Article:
A slowing labor market would typically be considered bad news. But this economy is far from typical
- Ryan Severino
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- Number of open jobs declines
- Net job gains slow
- ISM indexes decline
- Interest rate impacts being felt?
- CRE watching closely
The economy remains in a strange place when news and data normally deemed negative could get perceived as a positive. And that rang true (to an extent) last week with some key labor market data releases. What should we make of recent developments in the labor market? A hopeful sign or a pyrrhic victory?
Last week some data hinted that the labor market might finally be loosening a bit. First, the Job Openings and Labor Turnover Survey (JOLTS) data showed some signs of tentative slowing. The number of open jobs declined considerably in August, falling by roughly 10% to 10.1 million, down from a record 11.9 million open jobs in March. That represented the lowest level since June 2021 and dropped the job openings rate to 6.2%, down from a record high of 7.3% in March. Additionally, the hires rate, turnover rate and quits rate all continued their slow declines from earlier this year. The ratio of unemployed persons per job opening declined 1.7, the lowest level since November of 2021.
Second, the employment situation for September also showed tentative signs of slowing. Net job gains totaled roughly 263,000, the lowest level since April 2021 and more in line with pre-pandemic job creation levels. Year-over-year wage growth remained elevated at 5% but continued to slow since peaking in March at 5.6%. Although the unemployment rate ticked down to 3.5%, its half-century low, it did so largely because the labor participation rate slipped slightly. Lastly, weekly unemployment claims rose more than expected after falling below 200,000 during the previous week.
Net Job Gains In Context
Bad news = good news?
In usual times, we would view these developments as concerning. Yet, these remain far from usual times. With the labor remaining so tight and demand partially contributing to inflation, we can put a positive spin on these changes. Does this weakening in the labor market mean that the Fed’s rate hikes are working? Could a weaker labor market mean less contribution toward inflation and less of a risk of a recession? The Fed certainly hopes so. It would like to see better balance between labor supply and demand which could reduce demand-driven inflation and require less monetary tightening. But these developments seem to raise more questions than they answer. Namely, (1) is the Fed giving these rate hikes long enough to work before hiking and (2) is the Fed going too far? Obviously, those two questions connect to each other. Right now, the answer to the first question remains unclear. With the Fed seemingly so focused on year-over-year inflation (“data dependent”), it does not appear likely to wait and see if its relatively large hikes are having an impact before enacting the next hike. While that doesn’t answer the second question, these hikes certainly raise the probability that the Fed overshoots and goes too far, risking a downturn in the economy.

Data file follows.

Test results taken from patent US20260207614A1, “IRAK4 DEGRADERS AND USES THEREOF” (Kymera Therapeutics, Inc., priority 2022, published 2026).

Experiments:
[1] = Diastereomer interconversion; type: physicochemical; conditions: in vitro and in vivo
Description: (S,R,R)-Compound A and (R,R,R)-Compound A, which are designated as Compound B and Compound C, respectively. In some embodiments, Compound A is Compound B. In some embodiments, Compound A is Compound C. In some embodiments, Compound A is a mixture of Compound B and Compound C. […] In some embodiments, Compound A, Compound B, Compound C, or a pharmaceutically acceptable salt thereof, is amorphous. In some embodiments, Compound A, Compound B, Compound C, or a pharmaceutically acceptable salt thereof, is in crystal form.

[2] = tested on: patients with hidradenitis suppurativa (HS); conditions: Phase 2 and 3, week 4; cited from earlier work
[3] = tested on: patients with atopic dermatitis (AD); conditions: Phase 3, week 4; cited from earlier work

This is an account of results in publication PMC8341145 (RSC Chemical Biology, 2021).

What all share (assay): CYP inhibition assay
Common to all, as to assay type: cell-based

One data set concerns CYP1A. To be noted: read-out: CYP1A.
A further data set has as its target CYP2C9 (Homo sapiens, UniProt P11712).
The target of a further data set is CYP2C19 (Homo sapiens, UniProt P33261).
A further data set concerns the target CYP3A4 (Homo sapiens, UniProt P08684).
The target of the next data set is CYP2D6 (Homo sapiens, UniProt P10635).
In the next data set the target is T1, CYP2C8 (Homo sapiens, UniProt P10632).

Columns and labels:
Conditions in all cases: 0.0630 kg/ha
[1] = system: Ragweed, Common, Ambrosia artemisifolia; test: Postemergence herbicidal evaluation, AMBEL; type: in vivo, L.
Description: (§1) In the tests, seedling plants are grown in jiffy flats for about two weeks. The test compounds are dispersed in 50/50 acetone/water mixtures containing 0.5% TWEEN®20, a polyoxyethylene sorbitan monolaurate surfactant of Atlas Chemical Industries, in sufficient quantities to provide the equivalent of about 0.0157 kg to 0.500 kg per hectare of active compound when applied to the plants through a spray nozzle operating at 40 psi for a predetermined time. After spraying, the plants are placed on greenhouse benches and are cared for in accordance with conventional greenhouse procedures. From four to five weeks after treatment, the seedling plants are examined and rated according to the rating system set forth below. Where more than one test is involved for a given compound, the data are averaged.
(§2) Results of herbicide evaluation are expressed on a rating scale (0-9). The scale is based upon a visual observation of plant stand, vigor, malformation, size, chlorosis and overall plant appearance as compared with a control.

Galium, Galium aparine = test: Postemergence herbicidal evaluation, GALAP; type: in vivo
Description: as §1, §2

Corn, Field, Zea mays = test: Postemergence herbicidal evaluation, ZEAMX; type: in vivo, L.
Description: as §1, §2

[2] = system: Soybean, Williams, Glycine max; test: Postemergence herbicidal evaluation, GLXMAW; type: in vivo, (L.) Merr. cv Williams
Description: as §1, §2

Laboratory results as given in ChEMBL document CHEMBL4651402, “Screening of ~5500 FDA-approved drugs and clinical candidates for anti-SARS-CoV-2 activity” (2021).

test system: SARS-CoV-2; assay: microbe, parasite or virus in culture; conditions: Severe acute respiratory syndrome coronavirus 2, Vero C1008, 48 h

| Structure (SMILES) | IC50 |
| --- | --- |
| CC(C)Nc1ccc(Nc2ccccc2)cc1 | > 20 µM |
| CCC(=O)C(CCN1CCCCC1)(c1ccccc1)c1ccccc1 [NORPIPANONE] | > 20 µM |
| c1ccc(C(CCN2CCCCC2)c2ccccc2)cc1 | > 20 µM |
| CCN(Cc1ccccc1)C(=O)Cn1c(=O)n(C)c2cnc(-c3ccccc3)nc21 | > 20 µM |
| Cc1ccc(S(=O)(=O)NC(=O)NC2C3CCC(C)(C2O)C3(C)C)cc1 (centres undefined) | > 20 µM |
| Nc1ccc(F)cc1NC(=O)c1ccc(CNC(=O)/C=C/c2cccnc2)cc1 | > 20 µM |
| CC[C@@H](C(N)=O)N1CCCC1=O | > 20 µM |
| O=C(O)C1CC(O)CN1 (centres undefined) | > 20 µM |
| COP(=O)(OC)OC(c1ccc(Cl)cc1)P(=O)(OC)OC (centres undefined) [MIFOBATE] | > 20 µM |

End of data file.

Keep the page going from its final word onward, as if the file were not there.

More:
“Does this weakening in the labor market mean that the Fed’s rate hikes are working? Could a weaker labor market mean less contribution toward inflation and less of a risk of a recession?”
| What else happened last week |
Both the ISM Manufacturing and Services indexes declined in September, but both remain above 50, indicating economic expansion. The services sector remains in a stronger position than the manufacturing sector. Construction spending for August declined, coming in weaker than anticipated, following a decline in July. Construction spending appears to be slowing amid higher interest rates.
| What we are watching this week |
Inflation takes center stage again this week. September’s consumer price index (CPI) data should show monthly increases for both the headline and core indexes with the headline index likely to slow slightly on a year-over-year basis while the core index looks likely to increase on a year-over-year basis. The producer price index (PPI) for final demand for September should increase slightly while import prices should decrease due to falling energy prices. Retail sales for September should show continued strength on the part of the consumer which should support GDP growth during the third quarter. Lastly, we expect little change in consumer sentiment during early October.
| What it means for CRE |
Much like the economy, the commercial real estate (CRE) market would typically view a slowing labor market as an unwelcome, worrisome development. Yet, as an interest-rate-sensitive asset class, CRE is also feeling some pressure from higher interest rates. That makes current developments more ambivalent if not overtly positive. Yet, the economy and CRE market are walking a fine line here. Some weakening in the labor market could certainly help with the demand-driven component of inflation, which could result in less monetary tightening and a lower risk of recession and CRE market disruption. But market participants should be careful what they wish for. Too much weakening in the labor market could produce a recession and corresponding damage to the CRE market. The Fed is walking a fine line and the economy and the CRE market are going along for the ride, for better or worse.
“Too much weakening in the labor market could produce a recession and corresponding damage to the CRE market.”
| Thought of the week |
Mortgage rates continue to increase significantly in recent periods, with the average rate on a 30-year fixed mortgage rising by roughly 400 basis points in the last year.